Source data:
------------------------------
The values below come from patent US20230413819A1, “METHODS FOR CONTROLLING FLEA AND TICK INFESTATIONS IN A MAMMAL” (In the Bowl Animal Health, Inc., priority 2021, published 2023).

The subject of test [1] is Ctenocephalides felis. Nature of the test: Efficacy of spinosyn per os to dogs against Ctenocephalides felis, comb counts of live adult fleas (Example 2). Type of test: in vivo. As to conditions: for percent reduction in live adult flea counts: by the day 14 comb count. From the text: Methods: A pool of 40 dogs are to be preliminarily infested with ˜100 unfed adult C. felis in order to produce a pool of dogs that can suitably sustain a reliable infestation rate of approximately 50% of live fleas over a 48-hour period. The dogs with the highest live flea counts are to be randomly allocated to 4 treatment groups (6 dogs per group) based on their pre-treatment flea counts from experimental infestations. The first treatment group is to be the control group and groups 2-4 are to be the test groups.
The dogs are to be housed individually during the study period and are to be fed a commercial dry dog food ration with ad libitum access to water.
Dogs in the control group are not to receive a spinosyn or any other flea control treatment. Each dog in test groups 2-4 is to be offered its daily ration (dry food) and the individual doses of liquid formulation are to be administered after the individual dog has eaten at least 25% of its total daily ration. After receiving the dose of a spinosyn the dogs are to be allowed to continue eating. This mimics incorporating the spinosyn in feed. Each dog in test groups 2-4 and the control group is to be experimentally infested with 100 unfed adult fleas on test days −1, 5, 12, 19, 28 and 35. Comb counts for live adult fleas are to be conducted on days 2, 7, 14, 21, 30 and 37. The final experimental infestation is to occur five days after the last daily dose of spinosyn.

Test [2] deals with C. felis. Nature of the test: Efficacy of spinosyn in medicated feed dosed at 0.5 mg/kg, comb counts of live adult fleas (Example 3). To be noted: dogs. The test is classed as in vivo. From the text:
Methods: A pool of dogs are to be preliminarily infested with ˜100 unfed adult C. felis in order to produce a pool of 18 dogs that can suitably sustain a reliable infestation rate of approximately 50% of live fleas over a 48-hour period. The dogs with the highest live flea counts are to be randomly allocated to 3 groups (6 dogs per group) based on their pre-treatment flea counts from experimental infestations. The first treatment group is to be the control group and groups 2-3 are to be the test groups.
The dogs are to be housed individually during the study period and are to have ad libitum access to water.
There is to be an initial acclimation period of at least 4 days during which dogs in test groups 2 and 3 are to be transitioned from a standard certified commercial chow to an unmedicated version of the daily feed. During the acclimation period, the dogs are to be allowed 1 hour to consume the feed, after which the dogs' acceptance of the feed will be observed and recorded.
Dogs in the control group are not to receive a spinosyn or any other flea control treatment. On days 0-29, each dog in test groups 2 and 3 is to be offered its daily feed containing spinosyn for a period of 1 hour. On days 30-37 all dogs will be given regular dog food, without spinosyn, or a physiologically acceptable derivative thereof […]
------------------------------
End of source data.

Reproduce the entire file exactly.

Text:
The values below come from patent US20230413819A1, “METHODS FOR CONTROLLING FLEA AND TICK INFESTATIONS IN A MAMMAL” (In the Bowl Animal Health, Inc., priority 2021, published 2023).

The subject of test [1] is Ctenocephalides felis. Nature of the test: Efficacy of spinosyn per os to dogs against Ctenocephalides felis, comb counts of live adult fleas (Example 2). Type of test: in vivo. As to conditions: for percent reduction in live adult flea counts: by the day 14 comb count. From the text: Methods: A pool of 40 dogs are to be preliminarily infested with ˜100 unfed adult C. felis in order to produce a pool of dogs that can suitably sustain a reliable infestation rate of approximately 50% of live fleas over a 48-hour period. The dogs with the highest live flea counts are to be randomly allocated to 4 treatment groups (6 dogs per group) based on their pre-treatment flea counts from experimental infestations. The first treatment group is to be the control group and groups 2-4 are to be the test groups.
The dogs are to be housed individually during the study period and are to be fed a commercial dry dog food ration with ad libitum access to water.
Dogs in the control group are not to receive a spinosyn or any other flea control treatment. Each dog in test groups 2-4 is to be offered its daily ration (dry food) and the individual doses of liquid formulation are to be administered after the individual dog has eaten at least 25% of its total daily ration. After receiving the dose of a spinosyn the dogs are to be allowed to continue eating. This mimics incorporating the spinosyn in feed. Each dog in test groups 2-4 and the control group is to be experimentally infested with 100 unfed adult fleas on test days −1, 5, 12, 19, 28 and 35. Comb counts for live adult fleas are to be conducted on days 2, 7, 14, 21, 30 and 37. The final experimental infestation is to occur five days after the last daily dose of spinosyn.

Test [2] deals with C. felis. Nature of the test: Efficacy of spinosyn in medicated feed dosed at 0.5 mg/kg, comb counts of live adult fleas (Example 3). To be noted: dogs. The test is classed as in vivo. From the text:
Methods: A pool of dogs are to be preliminarily infested with ˜100 unfed adult C. felis in order to produce a pool of 18 dogs that can suitably sustain a reliable infestation rate of approximately 50% of live fleas over a 48-hour period. The dogs with the highest live flea counts are to be randomly allocated to 3 groups (6 dogs per group) based on their pre-treatment flea counts from experimental infestations. The first treatment group is to be the control group and groups 2-3 are to be the test groups.
The dogs are to be housed individually during the study period and are to have ad libitum access to water.
There is to be an initial acclimation period of at least 4 days during which dogs in test groups 2 and 3 are to be transitioned from a standard certified commercial chow to an unmedicated version of the daily feed. During the acclimation period, the dogs are to be allowed 1 hour to consume the feed, after which the dogs' acceptance of the feed will be observed and recorded.
Dogs in the control group are not to receive a spinosyn or any other flea control treatment. On days 0-29, each dog in test groups 2 and 3 is to be offered its daily feed containing spinosyn for a period of 1 hour. On days 30-37 all dogs will be given regular dog food, without spinosyn, or a physiologically acceptable derivative thereof […]